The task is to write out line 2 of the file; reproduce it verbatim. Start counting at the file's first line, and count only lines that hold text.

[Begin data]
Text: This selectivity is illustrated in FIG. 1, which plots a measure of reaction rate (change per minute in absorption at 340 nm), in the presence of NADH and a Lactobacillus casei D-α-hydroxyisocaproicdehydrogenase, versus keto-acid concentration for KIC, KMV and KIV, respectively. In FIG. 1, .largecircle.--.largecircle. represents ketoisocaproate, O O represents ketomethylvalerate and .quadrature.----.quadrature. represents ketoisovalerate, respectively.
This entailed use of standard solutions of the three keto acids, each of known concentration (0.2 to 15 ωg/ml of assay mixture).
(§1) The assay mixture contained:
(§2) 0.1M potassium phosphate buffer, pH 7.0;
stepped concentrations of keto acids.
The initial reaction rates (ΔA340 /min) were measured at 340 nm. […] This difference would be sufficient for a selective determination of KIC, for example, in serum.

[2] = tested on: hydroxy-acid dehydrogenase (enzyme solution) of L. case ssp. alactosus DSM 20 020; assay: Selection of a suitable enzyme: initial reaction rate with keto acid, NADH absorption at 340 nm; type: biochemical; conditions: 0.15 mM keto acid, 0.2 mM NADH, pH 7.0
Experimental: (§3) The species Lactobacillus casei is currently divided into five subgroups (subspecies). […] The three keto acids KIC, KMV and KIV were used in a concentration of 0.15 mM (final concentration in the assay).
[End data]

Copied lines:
This entailed use of standard solutions of the three keto acids, each of known concentration (0.2 to 15 ωg/ml of assay mixture).